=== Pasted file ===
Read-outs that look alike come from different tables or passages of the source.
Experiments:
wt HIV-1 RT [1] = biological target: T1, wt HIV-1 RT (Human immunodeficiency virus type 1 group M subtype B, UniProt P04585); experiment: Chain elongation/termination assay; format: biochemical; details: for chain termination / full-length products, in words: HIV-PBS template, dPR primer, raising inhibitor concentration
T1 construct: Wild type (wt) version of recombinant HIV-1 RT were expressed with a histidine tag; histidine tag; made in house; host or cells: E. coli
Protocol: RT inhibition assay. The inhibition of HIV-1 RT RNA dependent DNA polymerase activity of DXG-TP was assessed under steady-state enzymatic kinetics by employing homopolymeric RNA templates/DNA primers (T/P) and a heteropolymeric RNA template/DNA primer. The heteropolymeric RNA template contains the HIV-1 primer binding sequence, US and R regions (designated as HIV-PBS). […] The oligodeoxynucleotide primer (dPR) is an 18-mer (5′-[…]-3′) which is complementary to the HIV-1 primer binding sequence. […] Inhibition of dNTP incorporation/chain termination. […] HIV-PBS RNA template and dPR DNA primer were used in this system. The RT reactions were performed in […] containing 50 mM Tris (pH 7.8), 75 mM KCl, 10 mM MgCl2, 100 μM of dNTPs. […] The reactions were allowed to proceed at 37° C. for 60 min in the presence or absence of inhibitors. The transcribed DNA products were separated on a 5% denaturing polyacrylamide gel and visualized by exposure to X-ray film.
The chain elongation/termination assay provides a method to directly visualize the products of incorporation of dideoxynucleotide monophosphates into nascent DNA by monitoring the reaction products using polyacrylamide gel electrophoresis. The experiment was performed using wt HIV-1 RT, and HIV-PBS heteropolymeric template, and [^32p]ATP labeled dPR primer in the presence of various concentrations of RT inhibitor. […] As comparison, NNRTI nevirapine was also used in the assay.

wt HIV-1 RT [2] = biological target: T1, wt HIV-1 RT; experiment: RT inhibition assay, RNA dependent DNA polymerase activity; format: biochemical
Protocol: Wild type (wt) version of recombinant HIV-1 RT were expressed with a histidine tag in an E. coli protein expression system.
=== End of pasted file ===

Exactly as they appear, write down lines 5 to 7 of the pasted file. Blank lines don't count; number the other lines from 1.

Protocol: RT inhibition assay. The inhibition of HIV-1 RT RNA dependent DNA polymerase activity of DXG-TP was assessed under steady-state enzymatic kinetics by employing homopolymeric RNA templates/DNA primers (T/P) and a heteropolymeric RNA template/DNA primer. The heteropolymeric RNA template contains the HIV-1 primer binding sequence, US and R regions (designated as HIV-PBS). […] The oligodeoxynucleotide primer (dPR) is an 18-mer (5′-[…]-3′) which is complementary to the HIV-1 primer binding sequence. […] Inhibition of dNTP incorporation/chain termination. […] HIV-PBS RNA template and dPR DNA primer were used in this system. The RT reactions were performed in […] containing 50 mM Tris (pH 7.8), 75 mM KCl, 10 mM MgCl2, 100 μM of dNTPs. […] The reactions were allowed to proceed at 37° C. for 60 min in the presence or absence of inhibitors. The transcribed DNA products were separated on a 5% denaturing polyacrylamide gel and visualized by exposure to X-ray film.
The chain elongation/termination assay provides a method to directly visualize the products of incorporation of dideoxynucleotide monophosphates into nascent DNA by monitoring the reaction products using polyacrylamide gel electrophoresis. The experiment was performed using wt HIV-1 RT, and HIV-PBS heteropolymeric template, and [^32p]ATP labeled dPR primer in the presence of various concentrations of RT inhibitor. […] As comparison, NNRTI nevirapine was also used in the assay.

wt HIV-1 RT [2] = biological target: T1, wt HIV-1 RT; experiment: RT inhibition assay, RNA dependent DNA polymerase activity; format: biochemical